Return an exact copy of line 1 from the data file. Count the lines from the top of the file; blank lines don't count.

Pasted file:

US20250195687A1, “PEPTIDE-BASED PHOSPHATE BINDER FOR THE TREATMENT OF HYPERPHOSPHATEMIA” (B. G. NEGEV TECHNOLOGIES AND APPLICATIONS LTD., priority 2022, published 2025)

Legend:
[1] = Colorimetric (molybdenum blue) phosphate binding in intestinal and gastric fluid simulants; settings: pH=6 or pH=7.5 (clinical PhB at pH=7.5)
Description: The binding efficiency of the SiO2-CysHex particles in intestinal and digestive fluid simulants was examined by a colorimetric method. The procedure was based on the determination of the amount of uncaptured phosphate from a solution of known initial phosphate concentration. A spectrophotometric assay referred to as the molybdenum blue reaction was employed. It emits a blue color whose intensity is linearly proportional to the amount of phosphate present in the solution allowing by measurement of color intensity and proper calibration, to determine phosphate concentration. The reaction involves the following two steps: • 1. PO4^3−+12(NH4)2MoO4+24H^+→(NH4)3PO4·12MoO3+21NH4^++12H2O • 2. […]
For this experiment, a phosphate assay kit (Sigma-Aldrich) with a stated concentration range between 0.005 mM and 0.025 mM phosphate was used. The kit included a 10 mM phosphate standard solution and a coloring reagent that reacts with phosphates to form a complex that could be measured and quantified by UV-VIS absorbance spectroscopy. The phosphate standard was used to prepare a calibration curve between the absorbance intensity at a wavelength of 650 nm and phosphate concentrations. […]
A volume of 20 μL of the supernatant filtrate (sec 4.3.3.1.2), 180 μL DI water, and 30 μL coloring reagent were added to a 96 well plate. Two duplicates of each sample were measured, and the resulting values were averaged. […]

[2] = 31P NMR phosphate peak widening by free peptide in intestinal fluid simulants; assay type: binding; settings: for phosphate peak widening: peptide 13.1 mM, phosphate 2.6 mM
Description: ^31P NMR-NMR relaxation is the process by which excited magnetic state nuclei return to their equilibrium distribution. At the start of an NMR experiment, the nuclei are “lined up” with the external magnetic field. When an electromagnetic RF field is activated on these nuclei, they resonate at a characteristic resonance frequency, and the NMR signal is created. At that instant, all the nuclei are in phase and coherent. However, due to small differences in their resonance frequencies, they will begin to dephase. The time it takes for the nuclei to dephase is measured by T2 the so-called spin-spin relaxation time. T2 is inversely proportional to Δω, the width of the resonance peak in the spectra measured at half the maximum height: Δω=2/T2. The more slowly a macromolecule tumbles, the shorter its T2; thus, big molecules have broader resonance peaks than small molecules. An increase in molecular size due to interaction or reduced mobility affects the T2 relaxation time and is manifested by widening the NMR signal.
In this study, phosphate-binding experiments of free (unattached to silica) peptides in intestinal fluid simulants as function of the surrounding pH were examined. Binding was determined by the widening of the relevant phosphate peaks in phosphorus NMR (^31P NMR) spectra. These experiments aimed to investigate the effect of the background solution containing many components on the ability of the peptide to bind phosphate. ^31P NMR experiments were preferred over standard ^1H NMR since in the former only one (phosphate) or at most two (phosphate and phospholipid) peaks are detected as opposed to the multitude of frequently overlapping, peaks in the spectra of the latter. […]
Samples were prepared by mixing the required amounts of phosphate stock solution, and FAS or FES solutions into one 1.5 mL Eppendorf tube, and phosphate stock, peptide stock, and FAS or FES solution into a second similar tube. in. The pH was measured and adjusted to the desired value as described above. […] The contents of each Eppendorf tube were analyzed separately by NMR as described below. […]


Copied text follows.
US20250195687A1, “PEPTIDE-BASED PHOSPHATE BINDER FOR THE TREATMENT OF HYPERPHOSPHATEMIA” (B. G. NEGEV TECHNOLOGIES AND APPLICATIONS LTD., priority 2022, published 2025)